On Mars, one would find spectacular scenery: giant chartreuse mountains with icy peaks thirteen thousand times the size of our Mount Everest, massive, natural pyramids which reflect the spectacular light that bounces, kaleidoscope-like, off the planet's 82 moons; icy lakes filled with fresh water larger in area than the North American Continent, and breath-taking, but impassable, realms of spickland, vast plains that are populated by three hundred foot mineral spikes, each spaced only inches apart. These Titanic towers, surrounded at their tops by bands of wine-colored maloxin gas, are perhaps best compared to overgrown stalagmites, the protuberances found on the bottom of certain caves and caverns here on civilized Earth, as well as in parts of northern and central Kentucky. The largest area of spickland on Mars, a region known as "the devil's hairbrush," lies near the planet's south pole and can be easily seen with a simple telescope or pair of binoculars. No traveler to Mars would want to miss a trip to "The Navel," the six thousand mile, circular canyon that resembles the hole on the top of a navel orange. The Navel is nearly perfectly centered on the north pole of Mars, and topographically, it is nearly a perfect concave bowl shape. This "bowl" is nine thousand miles deep at its deepest point, and the lower third of the valley is filled with a sea of creamy liquid helium.

For years one central question about the planet has been debated: is there life on Mars? Until the Martian probe nicknamed "Trinka" landed on the equatorial surface of the planet in 2002, equipped with a remotely-controlled grappling arm, it seemed that this question would never be answered. But, when the probe was successfully delivered and returned by the Russian craft Vostok 9 in late 2003, packed with many samples of Martian rock, several water, urine and ice specimens, and a few very neat souvenirs, many scientists began to proclaim Mars as, indeed, an inhabited planet.

The key to this discovery was a Martian ice sample which contained a dormant form of life scientists have dubbed martia primatia, a simple animal most closely related to what we know as "Sea Monkeys" here on Earth. Martia primatia are about a third of an inch long in their desiccated, dormant, form, but it is speculated that if scientists could successfully reconstitute the creatures, they would average about an inch in length and exhibit their original back cilia--hairs which they would use to propel themselves in the Martian seas--and also have the animated and friendly little faces that prompted many legions of children to order sea monkeys by mail-order in the mid twentieth century, Why can't scientists bring these Martian creatures back to life when kids did so by the thousands in their suburban dens throughout the 1960's? The problem lies in replicating exactly the environmental conditions on Mars. First of all, the water on Mars is heavily chlorinated, not unlike a working-class Earth family's ill-maintained above-ground pool. Secondly, the atmosphere of Mars contains an unusual amount of tritium, a heavy metal not unlike our copper, the stuff from which we fashion American pennies.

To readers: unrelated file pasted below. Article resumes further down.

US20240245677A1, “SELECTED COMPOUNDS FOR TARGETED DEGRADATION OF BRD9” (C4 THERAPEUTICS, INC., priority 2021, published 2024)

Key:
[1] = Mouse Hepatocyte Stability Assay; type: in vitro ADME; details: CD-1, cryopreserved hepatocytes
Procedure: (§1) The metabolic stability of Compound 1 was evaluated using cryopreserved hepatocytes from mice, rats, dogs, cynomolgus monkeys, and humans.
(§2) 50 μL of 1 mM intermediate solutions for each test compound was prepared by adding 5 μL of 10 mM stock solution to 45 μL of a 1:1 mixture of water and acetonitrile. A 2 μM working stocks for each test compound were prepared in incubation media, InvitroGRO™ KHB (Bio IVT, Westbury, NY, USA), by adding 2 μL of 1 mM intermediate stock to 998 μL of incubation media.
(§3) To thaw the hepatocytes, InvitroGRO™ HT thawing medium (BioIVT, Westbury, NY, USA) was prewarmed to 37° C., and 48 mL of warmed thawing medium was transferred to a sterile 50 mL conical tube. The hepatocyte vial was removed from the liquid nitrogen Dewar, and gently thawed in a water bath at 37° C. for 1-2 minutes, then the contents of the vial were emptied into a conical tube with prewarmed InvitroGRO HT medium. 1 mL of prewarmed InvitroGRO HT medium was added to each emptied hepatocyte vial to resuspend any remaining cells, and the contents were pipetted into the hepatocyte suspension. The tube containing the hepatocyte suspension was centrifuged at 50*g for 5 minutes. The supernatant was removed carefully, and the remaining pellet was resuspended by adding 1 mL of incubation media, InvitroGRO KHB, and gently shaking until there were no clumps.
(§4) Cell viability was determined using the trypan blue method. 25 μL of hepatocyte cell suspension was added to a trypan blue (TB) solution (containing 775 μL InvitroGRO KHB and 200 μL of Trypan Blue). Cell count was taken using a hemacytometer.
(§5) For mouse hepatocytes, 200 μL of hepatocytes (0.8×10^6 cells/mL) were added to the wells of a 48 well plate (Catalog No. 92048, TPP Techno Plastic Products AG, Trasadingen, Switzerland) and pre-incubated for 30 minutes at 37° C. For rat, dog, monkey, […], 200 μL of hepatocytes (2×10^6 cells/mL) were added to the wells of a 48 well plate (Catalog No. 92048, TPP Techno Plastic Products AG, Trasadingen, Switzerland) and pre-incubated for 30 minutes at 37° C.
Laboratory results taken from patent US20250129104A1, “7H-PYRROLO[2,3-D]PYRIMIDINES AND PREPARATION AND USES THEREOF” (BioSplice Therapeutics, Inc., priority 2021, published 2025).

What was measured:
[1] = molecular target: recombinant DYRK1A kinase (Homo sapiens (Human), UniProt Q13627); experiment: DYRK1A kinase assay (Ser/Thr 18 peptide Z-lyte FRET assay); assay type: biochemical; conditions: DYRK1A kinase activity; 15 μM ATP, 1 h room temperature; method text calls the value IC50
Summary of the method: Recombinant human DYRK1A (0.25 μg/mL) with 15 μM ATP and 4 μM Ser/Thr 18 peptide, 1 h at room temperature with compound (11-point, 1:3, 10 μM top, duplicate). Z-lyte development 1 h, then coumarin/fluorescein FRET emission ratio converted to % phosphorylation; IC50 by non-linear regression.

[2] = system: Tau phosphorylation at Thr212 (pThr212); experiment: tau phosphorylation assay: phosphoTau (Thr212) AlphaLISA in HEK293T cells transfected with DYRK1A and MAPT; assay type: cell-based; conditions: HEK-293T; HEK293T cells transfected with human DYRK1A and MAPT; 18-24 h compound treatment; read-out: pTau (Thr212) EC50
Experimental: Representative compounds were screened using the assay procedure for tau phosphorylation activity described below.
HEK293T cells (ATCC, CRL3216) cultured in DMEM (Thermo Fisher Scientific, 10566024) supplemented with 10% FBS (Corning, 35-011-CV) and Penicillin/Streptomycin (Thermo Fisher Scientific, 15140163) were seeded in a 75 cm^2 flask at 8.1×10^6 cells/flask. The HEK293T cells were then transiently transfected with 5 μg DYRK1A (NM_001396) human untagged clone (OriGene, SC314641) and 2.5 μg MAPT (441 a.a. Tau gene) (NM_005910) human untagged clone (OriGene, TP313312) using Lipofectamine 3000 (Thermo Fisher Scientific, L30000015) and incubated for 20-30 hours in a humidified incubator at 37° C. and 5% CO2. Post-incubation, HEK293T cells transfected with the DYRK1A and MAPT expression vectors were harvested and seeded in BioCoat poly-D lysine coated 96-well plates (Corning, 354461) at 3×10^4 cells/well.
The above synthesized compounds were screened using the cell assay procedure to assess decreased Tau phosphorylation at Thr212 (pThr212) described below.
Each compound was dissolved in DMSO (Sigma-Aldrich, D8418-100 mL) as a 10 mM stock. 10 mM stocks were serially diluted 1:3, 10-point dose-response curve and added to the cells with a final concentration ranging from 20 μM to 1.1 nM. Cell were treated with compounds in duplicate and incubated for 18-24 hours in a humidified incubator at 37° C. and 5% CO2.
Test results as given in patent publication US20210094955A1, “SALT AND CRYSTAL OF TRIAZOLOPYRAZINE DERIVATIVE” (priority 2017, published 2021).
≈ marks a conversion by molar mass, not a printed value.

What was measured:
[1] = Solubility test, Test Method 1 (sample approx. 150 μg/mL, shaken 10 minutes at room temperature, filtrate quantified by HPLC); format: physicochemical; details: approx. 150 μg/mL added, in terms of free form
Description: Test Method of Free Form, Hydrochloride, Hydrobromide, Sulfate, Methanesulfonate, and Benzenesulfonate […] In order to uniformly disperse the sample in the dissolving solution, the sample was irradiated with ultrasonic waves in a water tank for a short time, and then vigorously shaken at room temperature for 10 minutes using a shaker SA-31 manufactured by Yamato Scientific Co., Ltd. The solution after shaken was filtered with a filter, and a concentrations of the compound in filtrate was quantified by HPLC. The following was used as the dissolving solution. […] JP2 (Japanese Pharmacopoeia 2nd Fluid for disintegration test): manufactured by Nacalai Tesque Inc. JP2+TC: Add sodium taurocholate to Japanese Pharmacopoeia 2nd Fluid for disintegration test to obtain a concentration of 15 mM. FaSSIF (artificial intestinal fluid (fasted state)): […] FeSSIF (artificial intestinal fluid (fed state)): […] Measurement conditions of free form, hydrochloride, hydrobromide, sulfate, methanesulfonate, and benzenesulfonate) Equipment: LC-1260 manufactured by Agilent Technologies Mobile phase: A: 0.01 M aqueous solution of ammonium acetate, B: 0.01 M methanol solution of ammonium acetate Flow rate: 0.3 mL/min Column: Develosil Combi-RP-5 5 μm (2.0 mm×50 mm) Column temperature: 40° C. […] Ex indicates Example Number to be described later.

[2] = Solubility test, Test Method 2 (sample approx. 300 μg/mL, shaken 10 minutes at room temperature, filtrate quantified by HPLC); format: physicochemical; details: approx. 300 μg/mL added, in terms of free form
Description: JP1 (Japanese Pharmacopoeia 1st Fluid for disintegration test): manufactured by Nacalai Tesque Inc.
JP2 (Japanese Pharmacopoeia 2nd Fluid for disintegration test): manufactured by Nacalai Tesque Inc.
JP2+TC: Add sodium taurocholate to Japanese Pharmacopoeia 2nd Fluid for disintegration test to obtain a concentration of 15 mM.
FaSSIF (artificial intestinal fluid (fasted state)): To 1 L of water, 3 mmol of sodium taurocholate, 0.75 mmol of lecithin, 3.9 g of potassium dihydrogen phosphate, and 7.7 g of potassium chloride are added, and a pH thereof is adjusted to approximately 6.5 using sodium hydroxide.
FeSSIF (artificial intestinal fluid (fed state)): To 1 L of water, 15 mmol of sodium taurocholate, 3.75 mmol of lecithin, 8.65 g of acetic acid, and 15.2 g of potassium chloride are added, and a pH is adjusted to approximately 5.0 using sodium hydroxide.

A sample of Martian ice in which pink martia primata, a form of life not unlike "sea-monkeys," 

can clearly be seen

Of course, those obstacles, alone, are by no means insurmountable. So, what really prevents scientists from creating a simulated Martian environment and, thus, bringing Martian "Sea Monkeys" back to life? In a word: pressure. Mars is under extremely high pressure, The Martian environment has an universally-indexed pressure quotient of over 6.2 baraunits, almost seven thousand, six hundred, and fifty-three times greater than the pressure we experience at sea level. Thus far, all attempts to create extreme Martian surface conditions in a man-made chamber on Earth have failed, some with deadly results. In early December, 2003, for example, three space scientists, a biologist, and "Becker," a laboratory iguana and favorite pet at the Department for Space Research at the University of Arizona at Mezcal, were blown to bits when their Martian simulator spheriod chamber, dubbed "the Big Red Machine," exploded, claiming not only their lives, but much of the science wing complex and the southwestern end of a girl's dormitory. As a result of this tragedy, and several other abortive attempts to reanimate Martian life, scientists have all but given up on seeing the smiling faces of Martian sea-monkeys beaming to them from fish-bowls here on Earth anytime soon.

So--Does life exist on the planet Mars? Almost certainly, scientists agree, but as Melvin Schperling, head of the astronomy department at Vanderlitz University and winner of the 1989 Nobel Prize for Science once quipped, "Until we actually catch the space-bus to Mars, lay our money down on the hallowed, orange dirt, and get these darned Martian sea monkeys kickin' after their seven thousand year nap, there will always be those who will doubt what pure science has revealed as the obvious."

Monday, 23 December 2013

Interesting Facts about Tornado

Interesting Facts about Tornado

What is a Tornado?